Auditor general Terry Paddon in his audit of the province’s financial statement has expressed worry regarding the deficit for 2016-17.
“While the deficit for 2016-17 has been reduced to almost half the deficit of the previous fiscal year, it is still not sustainable,” Paddon said.
“The deficit as a percentage of GDP in Newfoundland and Labrador for 2016-17 is the highest in Canada and substantially higher than most other provinces. Even though the province expects a surplus in 2022-23, it continues to forecast significant deficits up to that time. Furthermore, there is risk that the forecasted results may not be achieved and the province has limited options to address this situation.”
Paddon delivered his report on the audit of the financial statements of the Province of Newfoundland and Labrador for the year ended March 31 to the speaker of the House of Assembly today (Tuesday).
“While the deficit of $1.1 billion recorded in 2016-17 represents a significant improvement over the deficit recorded in 2015-16, it is the second highest deficit ever recorded in Newfoundland and Labrador,” Paddon said. “The deficit for 2016-17 contributed to a substantial increase in the net debt of the province — now at $13.6 billion — the highest in the history of the province.”
Paddon noted the province generates more revenue, on a per capita basis, than every other province and has one of the highest tax burdens, “an indication that revenue is not the primary issue creating deficits,” he said.
Per capita spending in this province is substantially higher than per capita revenues and the province spends more per capita than every other province, he said.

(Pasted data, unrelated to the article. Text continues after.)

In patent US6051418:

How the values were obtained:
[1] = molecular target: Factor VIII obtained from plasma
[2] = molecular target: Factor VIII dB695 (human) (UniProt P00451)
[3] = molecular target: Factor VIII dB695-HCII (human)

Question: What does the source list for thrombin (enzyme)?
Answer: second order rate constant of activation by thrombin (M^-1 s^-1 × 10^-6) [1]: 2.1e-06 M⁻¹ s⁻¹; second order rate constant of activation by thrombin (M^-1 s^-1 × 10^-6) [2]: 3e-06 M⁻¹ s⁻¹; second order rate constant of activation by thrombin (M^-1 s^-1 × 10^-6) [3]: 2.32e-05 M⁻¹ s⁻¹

“Newfoundland and Labrador faces significant challenges in providing efficient and economical public services because of its older population and geography,” Paddon said.
Almost 20 per cent of the population is older than age 64 – and this is a contributing factor to higher demand, and cost, for public services, he said, adding a sparse population, spread out over a large land mass, creates challenges to providing efficient, economical public services.
“If the province is unable to achieve its budget targets, there are limited options available to generate significant additional revenue and, if the province has to reduce expenditures, it will have to consider hard choices around the types of public services provided and how they are delivered,” Paddon said.
Revenues may not rise to expected levels by 2022-23, Paddon warned, noting more than 25 per cent of the revenue growth is expected from oil royalties while oil prices may not rise to expected levels by 2022-23 and expected levels of oil production may not be achieved.
A slowing economy may then impact revenue growth from other sources, including tax revenues, he said.
Also, he noted the province’s forecast of expenses shows an expected decline by 2022-23 but said holding expenses to the forecast levels will be challenging given current and future demands, including demographic change and any potential measures to offset higher electricity rates.
In a news release, Finance Minister Tom Osborne said the issues identified by the auditor general are well-documented and have helped inform government's tofiscal management, "as well as encouraging economic development, attracting immigrants, and supporting healthier communities."
"We remain committed to a course that will return our province to surplus," Osborne said, wishing Paddon a good retirement.